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Implicit differentiation of many variables

  1. Dec 22, 2016 #1
    1. The problem statement, all variables and given/known data

    For the given function z to demonstrate the equality:

    10wl0qp.jpg



    As you see I show the solution provided by the book, but I have some questions on this.

    I don't understand how the partial derivative of z respect to x or y has been calculated.

    Do you think this is correct?

    I think this is a giant errata, I guess the function z is not given implicitly and it simply is:

    z = ln ( x ^2 + y^2)

    The partial derivatives are calculated normally:

    ∂z/∂x= 2 * x/(x^2 + y^2)

    Similar for y, and with this it is straighforward to demonstrate the equality.

    What do you think? There are two options:

    1.- Or the statement and solution of the given problem is correct---> In that case I don't understand anything. Could you explain how to get the partial derivatives?

    2.- Or there is a giant errata, z is not given implicitly and the calculation is easy.

    And forgeting this problem I was wondering in case I found an equation with z given implicitly like:

    z^2 = x * z + y * z^3

    How would we differenciate this equation?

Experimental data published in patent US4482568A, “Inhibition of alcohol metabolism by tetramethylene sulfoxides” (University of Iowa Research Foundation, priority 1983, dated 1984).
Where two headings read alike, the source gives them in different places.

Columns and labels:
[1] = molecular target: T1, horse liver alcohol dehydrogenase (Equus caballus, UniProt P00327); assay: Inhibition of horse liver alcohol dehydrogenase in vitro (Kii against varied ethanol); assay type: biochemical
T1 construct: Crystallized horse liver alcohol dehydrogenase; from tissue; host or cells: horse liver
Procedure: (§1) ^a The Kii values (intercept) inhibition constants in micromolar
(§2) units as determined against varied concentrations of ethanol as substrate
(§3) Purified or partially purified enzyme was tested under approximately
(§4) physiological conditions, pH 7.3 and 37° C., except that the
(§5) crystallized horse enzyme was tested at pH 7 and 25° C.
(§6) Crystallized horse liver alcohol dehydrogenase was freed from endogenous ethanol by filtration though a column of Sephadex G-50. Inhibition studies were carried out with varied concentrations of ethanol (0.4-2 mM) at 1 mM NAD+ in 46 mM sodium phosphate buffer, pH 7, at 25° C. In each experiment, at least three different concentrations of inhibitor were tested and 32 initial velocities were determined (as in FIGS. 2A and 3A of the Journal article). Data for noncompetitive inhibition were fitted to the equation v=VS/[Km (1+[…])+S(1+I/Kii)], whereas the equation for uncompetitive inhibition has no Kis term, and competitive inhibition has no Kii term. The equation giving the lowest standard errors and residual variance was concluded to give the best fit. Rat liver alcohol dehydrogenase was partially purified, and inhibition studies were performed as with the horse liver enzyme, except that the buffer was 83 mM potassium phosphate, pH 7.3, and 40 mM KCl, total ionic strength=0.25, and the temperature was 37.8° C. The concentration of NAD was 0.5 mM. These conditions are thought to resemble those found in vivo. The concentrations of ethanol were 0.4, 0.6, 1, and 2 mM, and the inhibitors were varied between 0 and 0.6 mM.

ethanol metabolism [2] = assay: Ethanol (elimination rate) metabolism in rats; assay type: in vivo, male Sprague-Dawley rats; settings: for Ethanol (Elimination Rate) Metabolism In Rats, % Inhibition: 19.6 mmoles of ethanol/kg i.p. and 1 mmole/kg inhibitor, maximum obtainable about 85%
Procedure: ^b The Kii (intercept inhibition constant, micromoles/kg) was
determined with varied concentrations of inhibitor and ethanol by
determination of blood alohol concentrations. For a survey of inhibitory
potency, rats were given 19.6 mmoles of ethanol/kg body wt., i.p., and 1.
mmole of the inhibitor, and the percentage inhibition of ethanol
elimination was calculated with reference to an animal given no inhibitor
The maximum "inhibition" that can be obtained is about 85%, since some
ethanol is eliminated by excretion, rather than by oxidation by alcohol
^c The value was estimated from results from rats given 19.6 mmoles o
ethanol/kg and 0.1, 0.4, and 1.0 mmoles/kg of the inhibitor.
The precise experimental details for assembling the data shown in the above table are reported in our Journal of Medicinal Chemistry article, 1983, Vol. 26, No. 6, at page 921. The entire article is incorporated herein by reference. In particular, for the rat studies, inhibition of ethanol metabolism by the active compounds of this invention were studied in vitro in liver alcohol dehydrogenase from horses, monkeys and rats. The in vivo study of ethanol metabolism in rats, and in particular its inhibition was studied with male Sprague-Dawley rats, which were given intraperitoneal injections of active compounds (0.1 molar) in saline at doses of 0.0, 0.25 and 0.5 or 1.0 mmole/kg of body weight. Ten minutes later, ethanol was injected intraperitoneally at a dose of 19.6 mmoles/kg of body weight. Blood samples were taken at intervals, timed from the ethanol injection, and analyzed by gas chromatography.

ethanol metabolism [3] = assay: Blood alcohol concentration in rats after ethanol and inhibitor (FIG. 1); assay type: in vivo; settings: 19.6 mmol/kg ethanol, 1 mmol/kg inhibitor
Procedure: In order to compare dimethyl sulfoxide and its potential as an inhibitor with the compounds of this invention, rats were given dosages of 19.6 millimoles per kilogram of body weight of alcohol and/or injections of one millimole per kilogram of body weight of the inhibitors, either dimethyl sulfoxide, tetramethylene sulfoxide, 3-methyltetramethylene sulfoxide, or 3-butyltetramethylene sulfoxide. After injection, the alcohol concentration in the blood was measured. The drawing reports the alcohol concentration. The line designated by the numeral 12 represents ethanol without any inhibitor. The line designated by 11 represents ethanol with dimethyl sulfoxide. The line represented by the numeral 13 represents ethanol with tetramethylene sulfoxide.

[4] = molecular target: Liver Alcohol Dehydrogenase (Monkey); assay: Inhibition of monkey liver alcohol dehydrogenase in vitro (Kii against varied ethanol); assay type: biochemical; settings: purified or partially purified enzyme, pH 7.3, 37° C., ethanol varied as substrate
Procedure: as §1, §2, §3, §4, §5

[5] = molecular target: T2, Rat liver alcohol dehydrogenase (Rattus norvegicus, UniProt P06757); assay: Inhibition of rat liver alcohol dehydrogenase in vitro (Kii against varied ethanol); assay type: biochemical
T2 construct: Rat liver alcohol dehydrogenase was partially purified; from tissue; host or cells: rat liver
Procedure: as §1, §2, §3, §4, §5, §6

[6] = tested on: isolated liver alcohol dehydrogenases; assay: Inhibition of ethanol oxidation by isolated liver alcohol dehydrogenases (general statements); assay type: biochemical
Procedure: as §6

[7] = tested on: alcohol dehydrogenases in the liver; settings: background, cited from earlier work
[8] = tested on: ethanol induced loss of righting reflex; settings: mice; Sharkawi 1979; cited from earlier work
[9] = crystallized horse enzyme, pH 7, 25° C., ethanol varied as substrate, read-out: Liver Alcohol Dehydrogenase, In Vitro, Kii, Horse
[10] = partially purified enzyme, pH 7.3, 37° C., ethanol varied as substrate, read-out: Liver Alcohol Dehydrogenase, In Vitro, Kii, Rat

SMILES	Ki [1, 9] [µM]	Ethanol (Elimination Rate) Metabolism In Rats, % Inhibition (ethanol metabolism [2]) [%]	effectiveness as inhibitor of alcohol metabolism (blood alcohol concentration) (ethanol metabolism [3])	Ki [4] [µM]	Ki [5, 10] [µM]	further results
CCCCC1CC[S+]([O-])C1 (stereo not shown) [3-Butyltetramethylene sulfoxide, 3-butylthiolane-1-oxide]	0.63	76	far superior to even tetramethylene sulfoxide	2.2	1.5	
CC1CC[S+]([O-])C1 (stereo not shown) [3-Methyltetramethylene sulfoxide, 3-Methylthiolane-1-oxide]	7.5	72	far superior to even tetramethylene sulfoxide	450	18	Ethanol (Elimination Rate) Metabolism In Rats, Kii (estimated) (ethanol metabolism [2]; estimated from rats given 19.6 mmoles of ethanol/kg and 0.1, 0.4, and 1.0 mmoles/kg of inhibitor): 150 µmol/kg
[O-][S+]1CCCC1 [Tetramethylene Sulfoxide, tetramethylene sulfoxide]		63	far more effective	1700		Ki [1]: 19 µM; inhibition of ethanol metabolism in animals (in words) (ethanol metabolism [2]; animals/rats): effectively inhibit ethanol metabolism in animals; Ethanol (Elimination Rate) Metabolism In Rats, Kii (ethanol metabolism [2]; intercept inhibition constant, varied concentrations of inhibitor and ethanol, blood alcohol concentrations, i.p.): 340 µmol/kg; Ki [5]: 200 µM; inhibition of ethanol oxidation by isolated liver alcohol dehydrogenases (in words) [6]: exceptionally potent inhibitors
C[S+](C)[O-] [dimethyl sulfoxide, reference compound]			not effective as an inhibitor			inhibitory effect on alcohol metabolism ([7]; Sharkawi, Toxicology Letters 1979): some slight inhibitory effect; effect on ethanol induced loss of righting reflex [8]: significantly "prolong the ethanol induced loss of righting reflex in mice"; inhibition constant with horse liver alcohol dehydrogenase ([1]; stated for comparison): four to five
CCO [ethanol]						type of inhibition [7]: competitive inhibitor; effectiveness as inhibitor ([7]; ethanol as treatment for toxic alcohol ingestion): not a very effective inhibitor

As we have many variables we should choose which are maintained constant and which are changing. Suppose we differenciate this expression considering x is changing, y is constant but z obviously changes, due to the changes in x.

    The receipt is changing x for x+dx, z changes to z+dz and y doesn't change at all. I get:

    (z+dz)2 - z2 = ( (x+dx) * (z+dz) + y * (z+dz)3 ) - (x * z + y * z3)

    After neglecting diferentials of order two and three I get:

    dz = dx * (z dx / 2x - x -3 y z^2)

    But this differential arose because there was a change on x, so I should call it dzx, then I should do the same calculation for dzy and the total differential of the function z should be:

    dz = dzx + dz y

    Is this correct?

     
    Last edited: Dec 22, 2016
  2. jcsd
  3. Dec 22, 2016 #2

    Mark44

    Staff: Mentor

    Is there information missing from the image above, especially in the upper right corner?
     
  4. Dec 22, 2016 #3

    vela

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    Staff Emeritus
    Science Advisor
    Homework Helper
    Education Advisor

    This result doesn't match what's given in the solution, so why do you think your guess for ##z## is correct?

    The solution is definitely wrong for the given ##z##, but your guess is wrong too. It looks like the solution used ##z = \ln (x^2+xy+y^2)##.
     
  5. Dec 23, 2016 #4
    Thanks for your answer.

    But with my guess I find:

    ∂z/∂x= 2x/(x^2 + y^2)

    ∂z/∂y= 2y/(x^2 + y^2)

    So if I substitute in the equation I get:

    x * (2x/(x^2 + y^2)) + y * (2y/(x^2 + y^2)) = 2

    In the denominator we have the same functions, so we can simply sum the numerators to get:

    (2 x^2 + 2 y^2 )/ (x^2 + y^2) = 2

    And this equation is true. What am I doing wrong?

    No, there is nothing.
     
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